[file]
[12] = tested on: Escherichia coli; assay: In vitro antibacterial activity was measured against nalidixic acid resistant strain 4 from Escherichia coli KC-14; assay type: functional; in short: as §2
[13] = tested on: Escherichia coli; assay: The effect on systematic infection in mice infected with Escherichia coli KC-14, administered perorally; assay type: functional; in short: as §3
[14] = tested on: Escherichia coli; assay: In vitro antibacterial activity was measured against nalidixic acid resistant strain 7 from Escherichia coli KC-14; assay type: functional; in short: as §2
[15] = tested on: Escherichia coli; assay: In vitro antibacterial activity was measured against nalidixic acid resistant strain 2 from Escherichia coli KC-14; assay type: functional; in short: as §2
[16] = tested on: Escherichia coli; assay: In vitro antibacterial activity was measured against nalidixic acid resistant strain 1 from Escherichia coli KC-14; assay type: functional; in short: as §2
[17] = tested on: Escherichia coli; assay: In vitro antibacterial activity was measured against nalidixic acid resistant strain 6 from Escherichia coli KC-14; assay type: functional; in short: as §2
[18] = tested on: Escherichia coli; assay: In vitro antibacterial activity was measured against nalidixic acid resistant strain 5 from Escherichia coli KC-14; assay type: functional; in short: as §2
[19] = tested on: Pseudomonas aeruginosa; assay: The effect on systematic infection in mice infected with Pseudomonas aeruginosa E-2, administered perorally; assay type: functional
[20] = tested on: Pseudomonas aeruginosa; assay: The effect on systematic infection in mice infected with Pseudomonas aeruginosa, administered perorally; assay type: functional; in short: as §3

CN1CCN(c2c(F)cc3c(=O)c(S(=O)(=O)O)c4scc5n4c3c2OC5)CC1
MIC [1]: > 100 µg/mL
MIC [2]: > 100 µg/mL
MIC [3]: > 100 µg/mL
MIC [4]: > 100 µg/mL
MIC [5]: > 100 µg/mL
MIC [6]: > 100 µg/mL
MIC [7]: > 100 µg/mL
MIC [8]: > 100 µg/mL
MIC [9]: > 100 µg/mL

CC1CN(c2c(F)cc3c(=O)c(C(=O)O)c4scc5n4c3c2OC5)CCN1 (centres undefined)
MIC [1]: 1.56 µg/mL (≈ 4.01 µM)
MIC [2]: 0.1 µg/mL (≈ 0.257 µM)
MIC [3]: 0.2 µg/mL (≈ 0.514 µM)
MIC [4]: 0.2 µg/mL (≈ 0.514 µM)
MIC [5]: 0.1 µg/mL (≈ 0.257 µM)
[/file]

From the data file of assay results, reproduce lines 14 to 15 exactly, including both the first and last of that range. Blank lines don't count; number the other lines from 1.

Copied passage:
MIC [4]: > 100 µg/mL
MIC [5]: > 100 µg/mL